Remember back on June 12, 2011, when Gov. Bobby Jindal vetoed the renewal of a 4-cent cigarette tax that would have cost the state $48 million per year had the legislature, and subsequently the voters, not passed a constitutional amendment to continue the tax?
Remember how Jindal justified the veto by saying he was opposed to any new taxes even though the bill was for the continuation of an existing tax?
Remember how Jindal consistently expressed his opposition to new taxes but had no problem with colleges and universities raising tuition to partially offset drastic budgetary cuts because the increase was a “fee,” not a tax?
Remember how Jindal has continued to voice his opposition to new taxes while at the same time insisting that the privatization of everything but bathroom breaks and performance reviews for state employees would save the state money? (And don’t count those out just yet.)
Well, how about the privatization (okay, the partial privatization) of the Department of Motor Vehicles (DMV) that allows drivers to renew their licenses at one of 108 offices which contract with the state to perform some DMV functions—at an additional charge of $18 over and above the regular $21.50 cost? Employing Jindal’s logic, the $18 is not a new tax, but a surcharge for convenience.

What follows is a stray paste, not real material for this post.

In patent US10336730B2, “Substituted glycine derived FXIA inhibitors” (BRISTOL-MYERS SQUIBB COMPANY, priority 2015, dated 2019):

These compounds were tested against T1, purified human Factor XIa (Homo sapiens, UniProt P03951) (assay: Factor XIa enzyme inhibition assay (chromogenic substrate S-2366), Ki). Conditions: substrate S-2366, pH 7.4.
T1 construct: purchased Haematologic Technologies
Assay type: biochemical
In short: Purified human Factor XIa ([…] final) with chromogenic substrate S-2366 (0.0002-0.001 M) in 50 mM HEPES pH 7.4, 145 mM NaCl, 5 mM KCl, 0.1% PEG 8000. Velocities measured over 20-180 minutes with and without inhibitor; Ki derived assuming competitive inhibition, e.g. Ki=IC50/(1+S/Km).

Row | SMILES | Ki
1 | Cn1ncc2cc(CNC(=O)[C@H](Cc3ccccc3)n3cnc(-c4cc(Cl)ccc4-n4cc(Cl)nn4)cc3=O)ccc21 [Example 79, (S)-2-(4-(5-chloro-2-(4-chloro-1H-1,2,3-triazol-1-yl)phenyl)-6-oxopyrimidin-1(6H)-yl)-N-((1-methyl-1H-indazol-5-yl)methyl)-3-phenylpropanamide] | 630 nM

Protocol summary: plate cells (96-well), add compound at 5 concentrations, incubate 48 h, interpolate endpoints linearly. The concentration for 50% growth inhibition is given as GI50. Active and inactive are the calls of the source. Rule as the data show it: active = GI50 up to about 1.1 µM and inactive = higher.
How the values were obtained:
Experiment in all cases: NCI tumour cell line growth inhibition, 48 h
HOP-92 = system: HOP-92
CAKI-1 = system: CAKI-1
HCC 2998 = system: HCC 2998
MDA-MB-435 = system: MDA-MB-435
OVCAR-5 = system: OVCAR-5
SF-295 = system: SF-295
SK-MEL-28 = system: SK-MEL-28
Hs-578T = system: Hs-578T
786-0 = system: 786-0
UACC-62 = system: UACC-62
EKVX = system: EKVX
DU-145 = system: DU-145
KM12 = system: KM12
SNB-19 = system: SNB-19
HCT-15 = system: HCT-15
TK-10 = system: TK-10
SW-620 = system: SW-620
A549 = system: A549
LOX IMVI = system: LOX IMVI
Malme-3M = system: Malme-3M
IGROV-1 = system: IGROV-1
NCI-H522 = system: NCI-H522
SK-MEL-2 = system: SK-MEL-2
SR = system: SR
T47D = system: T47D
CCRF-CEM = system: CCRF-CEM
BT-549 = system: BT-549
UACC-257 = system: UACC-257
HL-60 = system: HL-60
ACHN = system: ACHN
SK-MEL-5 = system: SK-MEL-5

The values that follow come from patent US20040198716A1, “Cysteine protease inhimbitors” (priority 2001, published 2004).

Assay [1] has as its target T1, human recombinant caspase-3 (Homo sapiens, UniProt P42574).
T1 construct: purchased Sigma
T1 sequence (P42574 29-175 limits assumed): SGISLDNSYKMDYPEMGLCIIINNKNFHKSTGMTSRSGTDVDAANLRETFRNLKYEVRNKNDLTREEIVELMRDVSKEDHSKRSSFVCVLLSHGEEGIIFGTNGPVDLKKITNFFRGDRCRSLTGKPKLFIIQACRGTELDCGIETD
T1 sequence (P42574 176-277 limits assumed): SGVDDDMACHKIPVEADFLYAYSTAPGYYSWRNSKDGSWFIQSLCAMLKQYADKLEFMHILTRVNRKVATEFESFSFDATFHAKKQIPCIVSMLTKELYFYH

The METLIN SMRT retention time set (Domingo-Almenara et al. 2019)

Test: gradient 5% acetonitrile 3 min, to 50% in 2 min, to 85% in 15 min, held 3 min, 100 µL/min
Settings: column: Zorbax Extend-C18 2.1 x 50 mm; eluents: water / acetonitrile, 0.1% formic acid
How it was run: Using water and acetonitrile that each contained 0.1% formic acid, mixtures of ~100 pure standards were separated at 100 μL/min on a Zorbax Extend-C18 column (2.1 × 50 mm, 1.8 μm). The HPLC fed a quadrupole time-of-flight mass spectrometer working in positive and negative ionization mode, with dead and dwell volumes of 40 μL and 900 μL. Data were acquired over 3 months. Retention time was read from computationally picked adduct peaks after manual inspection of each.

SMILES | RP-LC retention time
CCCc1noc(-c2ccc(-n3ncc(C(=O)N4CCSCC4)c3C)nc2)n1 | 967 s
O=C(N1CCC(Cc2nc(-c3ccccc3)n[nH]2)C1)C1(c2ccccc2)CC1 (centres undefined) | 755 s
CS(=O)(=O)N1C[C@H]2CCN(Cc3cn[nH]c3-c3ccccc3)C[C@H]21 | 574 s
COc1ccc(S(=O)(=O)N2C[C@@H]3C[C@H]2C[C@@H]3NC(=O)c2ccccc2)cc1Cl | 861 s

Not much of a savings there, at least from the perspective of those among the 2.9 million motorists in Louisiana who would be popped with the additional fee if they chose a private agent to renew their license.
A Baton Rouge Advocate story on Tuesday (Feb. 18) said the experimental plan has been operational in Metairie and Slidell and is expected in Baton Rouge soon. A Baton Rouge acquaintance, however, says he already encountered the $18 additional fee—a total of $39.50 months ago at one of the privatized kiosks—in Baton Rouge—and opted not to pay in favor of going the traditional route at a state DMV office for the $21.50.
And get this: not a single DMV employee has been laid off. Nor are there any plans to do so, according to State Police Superintendent Mike Edmonson, who calls the private agents “a convenience.”
So where’s the savings in all of this?
A report by the legislative auditor says the program has “saved” the state a minimum of $3.3 million per year but to us it only appears that the new tax…er, fee, has generated an additional $3.3 million for the state. There is a huge difference between generating new revenue and saving money.
If, for example, I purchased a snow blower for the recent Louisiana blizzard of ’14 at a cost of $500 and while it was still in the box, unused because our snowdrifts didn’t justify hauling it out and assembling it, decided to sell it to some poor sucker for $750, have I saved $250 or generated an additional $250 to pay on my maxed-out Visa card?
Well, if you’re like our friend who refused to play the game, there is that $18 savings he realized by staying with the state-run DMV office.